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Title:Design and synthesis of mechanoresponsive materials and multivalent polymer-peptide conjugates
Author(s):Halmes, Abigail Joy
Director of Research:Moore, Jeffrey S
Doctoral Committee Chair(s):Moore, Jeffrey S
Doctoral Committee Member(s):Sottos, Nancy R; Braun, Paul V; Zimmerman, Steven C
Department / Program:Chemistry
Degree Granting Institution:University of Illinois at Urbana-Champaign
Subject(s):Functional Polymers
Abstract:Functional polymers have been studied extensively due to their versatility and ability to yield diverse materials with desirable properties. Polymers that are functionalized intrinsically are made using several strategies including specially designed monomers and post polymerization functionalization. This thesis focuses on two examples of intrinsic functionalization. First, mechanophores are incorporated into polymers and impart function when materials are subjected to mechanical force. Second, multivalent polymer-peptide conjugates (mPPCs) are synthesized by the post polymerization modification of a polymer backbone with peptides and interact with amyloid beta to inhibit its aggregation. These examples of functionalized polymers elucidate structure-reactivity relationships which will be beneficial to future research and prove useful in biomedical applications. The mechanophore hypothesis posits that force drives productive and selective chemical change. In chapter two of this thesis, the effect of regiochemistry on the mechanochemical reactivity of a naphthopyran mechanophore is examined. A series of constitutional isomers was evaluated computationally, then synthesized and incorporated into a crosslinked polymer matrix. Experiments revealed three mechanochemically active isomers which differ in their sensitivity to force. This work revealed the importance of the alignment between the direction of applied force and the scissile bond within the naphthopyran mechanophore. Further, this study highlighted the structure-reactivity relationships which govern naphthopyran mechanochromism. The third chapter of this thesis details the remote generation of light using high-intensity focused ultrasound (HIFU) as a remote force trigger for a dioxetane based mechanophore. Remotely generating light is potentially useful in biomedical applications such as optogenetics where light is needed inside biological systems. In this study, dioxetane mechanophores were incorporated in polymer matrices. HIFU was then used as a source of force to trigger light generation through the activation of the dioxetane mechanophore. Light intensity was increased by optimizing sample components and preparation. The final chapter of this thesis focuses on the synthesis and characterization of mPPCs. These polymers are functionalized post polymerization with peptide ligands. We demonstrate that mPPCs are a compelling general strategy to inhibit the aggregation of amyloid beta. To highlight this we vary peptide inhibitor, polymer molecular weight, and substitution percentage. We find that a negatively charged ligand leads to more effective mPPCs when compared to neutral ligands, and is most effective at 7% substitution regardless of molecular weight. Molecular dynamics simulations and dynamic light scattering measurements reveal interesting structural characteristics and interactions that enhance our understanding of structure-property relationships present in the system. Ultimately this work will lead to the improvement of inhibitors as it increases our fundamental understanding of a complex system.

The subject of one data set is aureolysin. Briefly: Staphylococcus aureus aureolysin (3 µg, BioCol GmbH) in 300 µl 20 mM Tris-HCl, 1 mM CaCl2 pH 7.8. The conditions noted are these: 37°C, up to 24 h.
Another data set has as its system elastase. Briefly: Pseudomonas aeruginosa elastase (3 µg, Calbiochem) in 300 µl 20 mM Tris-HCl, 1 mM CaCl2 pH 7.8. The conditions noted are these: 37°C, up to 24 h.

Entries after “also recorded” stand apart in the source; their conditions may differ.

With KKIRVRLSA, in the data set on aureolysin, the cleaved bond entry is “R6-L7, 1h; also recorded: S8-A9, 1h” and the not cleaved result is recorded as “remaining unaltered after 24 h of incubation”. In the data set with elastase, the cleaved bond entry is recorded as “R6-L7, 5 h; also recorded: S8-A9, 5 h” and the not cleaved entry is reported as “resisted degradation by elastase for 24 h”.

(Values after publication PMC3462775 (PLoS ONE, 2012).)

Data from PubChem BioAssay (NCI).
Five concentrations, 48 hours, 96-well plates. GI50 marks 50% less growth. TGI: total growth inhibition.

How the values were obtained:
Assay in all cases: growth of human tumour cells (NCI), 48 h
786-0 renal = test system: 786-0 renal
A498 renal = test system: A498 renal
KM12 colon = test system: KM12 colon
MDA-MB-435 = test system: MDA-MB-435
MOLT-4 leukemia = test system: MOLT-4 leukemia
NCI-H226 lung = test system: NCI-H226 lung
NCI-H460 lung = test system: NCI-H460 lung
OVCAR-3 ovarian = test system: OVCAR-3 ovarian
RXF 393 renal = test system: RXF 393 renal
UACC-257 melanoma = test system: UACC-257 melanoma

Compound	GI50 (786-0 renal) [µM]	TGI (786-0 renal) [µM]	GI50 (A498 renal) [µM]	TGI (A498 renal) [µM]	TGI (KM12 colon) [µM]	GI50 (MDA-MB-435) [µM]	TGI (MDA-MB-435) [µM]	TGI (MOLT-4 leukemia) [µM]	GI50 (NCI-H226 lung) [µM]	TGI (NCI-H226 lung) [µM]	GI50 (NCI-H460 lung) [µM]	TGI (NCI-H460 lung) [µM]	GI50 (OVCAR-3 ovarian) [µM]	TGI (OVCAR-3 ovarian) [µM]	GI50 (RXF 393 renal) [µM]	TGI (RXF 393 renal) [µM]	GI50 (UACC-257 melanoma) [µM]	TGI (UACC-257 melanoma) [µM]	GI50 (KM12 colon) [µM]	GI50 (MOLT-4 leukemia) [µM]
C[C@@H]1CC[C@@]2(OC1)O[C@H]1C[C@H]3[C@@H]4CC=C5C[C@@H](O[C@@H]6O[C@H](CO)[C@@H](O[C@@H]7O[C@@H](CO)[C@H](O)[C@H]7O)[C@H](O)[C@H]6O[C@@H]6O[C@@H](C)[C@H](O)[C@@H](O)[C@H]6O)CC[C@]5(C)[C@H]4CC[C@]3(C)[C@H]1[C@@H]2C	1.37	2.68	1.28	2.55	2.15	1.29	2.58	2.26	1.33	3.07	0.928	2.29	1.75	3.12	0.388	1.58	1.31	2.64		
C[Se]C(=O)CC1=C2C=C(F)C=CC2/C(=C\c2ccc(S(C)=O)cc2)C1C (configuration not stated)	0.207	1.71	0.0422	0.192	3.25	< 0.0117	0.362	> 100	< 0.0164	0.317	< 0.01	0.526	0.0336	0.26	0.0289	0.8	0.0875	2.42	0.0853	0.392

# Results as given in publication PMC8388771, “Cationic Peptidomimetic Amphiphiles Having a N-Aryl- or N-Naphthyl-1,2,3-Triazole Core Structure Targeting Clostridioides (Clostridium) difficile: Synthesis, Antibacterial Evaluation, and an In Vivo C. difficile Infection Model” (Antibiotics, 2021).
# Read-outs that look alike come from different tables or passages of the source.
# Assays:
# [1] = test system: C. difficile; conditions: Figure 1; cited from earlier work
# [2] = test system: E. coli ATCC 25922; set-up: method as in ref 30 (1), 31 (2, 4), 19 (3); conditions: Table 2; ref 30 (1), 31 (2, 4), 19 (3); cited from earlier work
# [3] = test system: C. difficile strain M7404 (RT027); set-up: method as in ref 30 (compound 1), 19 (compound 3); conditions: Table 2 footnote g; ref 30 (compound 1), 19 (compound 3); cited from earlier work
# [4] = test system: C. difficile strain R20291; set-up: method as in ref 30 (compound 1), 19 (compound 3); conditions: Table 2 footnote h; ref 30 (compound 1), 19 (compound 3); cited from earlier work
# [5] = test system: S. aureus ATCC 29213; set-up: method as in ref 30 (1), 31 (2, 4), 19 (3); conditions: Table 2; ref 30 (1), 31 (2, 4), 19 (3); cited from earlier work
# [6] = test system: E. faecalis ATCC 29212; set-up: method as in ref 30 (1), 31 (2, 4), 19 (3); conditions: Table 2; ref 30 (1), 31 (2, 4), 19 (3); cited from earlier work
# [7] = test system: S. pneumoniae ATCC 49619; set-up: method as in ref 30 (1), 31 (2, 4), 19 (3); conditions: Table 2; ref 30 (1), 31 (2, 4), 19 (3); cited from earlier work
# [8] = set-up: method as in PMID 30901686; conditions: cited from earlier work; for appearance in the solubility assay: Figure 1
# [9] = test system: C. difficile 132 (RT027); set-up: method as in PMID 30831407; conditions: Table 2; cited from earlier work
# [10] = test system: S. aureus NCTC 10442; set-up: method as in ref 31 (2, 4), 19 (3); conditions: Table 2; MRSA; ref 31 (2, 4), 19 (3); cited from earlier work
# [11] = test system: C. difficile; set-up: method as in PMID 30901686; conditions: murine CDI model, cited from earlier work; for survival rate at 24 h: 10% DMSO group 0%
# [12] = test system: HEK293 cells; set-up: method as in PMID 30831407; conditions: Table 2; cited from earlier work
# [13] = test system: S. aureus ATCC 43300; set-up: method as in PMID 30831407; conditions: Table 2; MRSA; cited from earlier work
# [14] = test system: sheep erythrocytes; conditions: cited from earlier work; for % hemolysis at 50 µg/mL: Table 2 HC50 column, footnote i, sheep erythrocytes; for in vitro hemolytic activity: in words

Issue Date:2020-03-27
Rights Information:Copyright 2020 Abigail Halmes
Date Available in IDEALS:2020-08-27
Date Deposited:2020-05

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